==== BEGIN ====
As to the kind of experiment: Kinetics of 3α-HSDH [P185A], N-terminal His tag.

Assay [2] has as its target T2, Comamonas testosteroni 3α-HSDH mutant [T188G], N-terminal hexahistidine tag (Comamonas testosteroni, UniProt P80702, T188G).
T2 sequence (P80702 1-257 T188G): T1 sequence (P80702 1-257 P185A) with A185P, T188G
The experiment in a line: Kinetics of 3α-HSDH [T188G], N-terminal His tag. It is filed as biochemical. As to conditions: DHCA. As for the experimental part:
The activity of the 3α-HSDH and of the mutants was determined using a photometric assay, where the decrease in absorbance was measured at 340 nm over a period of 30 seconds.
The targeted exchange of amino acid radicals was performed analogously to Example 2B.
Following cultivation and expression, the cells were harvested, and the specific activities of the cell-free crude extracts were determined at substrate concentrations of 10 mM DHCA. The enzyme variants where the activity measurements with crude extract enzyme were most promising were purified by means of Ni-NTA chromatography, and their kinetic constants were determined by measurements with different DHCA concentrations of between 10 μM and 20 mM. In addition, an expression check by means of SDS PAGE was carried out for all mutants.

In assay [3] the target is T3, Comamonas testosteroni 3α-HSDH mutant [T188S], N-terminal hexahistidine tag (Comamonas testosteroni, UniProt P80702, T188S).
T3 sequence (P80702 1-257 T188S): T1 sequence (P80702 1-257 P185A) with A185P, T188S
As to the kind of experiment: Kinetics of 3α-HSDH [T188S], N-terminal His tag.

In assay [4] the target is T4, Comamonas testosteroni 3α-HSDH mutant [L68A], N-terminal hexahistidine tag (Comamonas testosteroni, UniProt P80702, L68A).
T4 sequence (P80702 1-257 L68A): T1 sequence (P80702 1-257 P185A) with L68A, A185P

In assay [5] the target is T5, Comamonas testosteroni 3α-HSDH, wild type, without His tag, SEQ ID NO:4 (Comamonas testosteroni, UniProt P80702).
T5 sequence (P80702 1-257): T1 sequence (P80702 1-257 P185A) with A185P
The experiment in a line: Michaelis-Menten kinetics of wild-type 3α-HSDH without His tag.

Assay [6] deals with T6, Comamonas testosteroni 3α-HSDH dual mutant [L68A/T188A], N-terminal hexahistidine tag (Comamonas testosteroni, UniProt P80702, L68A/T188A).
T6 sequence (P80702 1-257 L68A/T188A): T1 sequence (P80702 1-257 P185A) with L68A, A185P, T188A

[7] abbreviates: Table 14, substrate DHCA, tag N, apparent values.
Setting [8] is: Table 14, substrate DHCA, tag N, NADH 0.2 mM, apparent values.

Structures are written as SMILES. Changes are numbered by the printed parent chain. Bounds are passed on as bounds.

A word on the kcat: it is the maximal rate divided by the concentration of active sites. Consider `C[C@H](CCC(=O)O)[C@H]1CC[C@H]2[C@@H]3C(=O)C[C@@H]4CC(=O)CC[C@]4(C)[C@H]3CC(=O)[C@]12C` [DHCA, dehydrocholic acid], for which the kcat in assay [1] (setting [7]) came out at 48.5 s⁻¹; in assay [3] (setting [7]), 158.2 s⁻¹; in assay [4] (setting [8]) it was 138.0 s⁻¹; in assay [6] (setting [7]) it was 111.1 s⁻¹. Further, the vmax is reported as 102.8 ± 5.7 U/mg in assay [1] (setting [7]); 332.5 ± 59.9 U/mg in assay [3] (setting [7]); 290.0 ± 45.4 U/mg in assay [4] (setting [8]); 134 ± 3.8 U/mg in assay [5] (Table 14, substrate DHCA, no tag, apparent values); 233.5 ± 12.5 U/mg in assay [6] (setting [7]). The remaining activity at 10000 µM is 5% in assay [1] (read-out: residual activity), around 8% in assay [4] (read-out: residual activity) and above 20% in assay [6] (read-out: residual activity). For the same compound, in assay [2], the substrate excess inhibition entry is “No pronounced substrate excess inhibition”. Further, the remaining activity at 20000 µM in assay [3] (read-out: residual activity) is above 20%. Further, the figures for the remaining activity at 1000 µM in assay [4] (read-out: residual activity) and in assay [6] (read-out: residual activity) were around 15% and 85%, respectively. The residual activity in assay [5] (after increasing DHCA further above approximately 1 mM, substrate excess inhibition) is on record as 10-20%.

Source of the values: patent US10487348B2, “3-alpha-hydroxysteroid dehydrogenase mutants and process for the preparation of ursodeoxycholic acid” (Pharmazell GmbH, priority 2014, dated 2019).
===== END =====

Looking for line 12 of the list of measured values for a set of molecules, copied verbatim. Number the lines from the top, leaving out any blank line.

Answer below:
T4 sequence (P80702 1-257 L68A): T1 sequence (P80702 1-257 P185A) with L68A, A185P